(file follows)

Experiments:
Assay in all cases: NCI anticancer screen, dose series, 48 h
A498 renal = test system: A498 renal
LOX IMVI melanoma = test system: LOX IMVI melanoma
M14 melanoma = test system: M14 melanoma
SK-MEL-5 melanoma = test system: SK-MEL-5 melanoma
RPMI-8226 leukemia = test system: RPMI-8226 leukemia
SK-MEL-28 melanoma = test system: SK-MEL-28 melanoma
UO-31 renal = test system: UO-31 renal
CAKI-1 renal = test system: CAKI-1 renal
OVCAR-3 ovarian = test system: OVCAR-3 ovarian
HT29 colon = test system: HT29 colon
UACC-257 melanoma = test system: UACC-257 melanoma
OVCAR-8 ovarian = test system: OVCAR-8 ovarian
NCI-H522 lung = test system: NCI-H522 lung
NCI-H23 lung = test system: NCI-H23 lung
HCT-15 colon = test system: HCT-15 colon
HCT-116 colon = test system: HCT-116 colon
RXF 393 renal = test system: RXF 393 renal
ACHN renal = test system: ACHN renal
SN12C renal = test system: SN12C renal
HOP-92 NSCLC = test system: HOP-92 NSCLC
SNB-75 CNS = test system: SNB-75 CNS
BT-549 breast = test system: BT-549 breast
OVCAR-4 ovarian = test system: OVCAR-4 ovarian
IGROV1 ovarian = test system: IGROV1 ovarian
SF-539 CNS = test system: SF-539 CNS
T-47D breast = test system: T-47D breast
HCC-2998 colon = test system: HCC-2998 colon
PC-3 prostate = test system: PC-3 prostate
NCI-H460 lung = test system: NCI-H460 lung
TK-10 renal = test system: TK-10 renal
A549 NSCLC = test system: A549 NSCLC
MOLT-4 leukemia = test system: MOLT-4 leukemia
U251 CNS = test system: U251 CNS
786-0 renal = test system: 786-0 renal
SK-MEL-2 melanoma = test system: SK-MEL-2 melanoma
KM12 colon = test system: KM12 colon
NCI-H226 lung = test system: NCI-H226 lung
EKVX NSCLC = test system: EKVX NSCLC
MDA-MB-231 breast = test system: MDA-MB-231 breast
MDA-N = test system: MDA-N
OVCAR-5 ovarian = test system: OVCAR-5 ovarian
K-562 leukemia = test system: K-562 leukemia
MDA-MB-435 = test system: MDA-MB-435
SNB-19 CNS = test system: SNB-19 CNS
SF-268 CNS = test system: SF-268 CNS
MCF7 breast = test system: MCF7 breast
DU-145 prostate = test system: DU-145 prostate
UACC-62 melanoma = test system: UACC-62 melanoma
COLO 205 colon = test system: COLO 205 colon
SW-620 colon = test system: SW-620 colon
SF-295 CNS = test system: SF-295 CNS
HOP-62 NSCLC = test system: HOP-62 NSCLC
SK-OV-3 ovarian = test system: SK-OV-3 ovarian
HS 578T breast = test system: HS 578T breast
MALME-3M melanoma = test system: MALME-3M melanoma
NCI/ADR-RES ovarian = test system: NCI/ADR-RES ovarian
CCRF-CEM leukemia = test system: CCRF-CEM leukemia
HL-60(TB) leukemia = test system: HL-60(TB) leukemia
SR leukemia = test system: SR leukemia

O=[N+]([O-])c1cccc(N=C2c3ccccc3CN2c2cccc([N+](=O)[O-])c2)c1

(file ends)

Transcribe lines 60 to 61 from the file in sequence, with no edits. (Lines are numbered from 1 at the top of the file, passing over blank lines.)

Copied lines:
HL-60(TB) leukemia = test system: HL-60(TB) leukemia
SR leukemia = test system: SR leukemia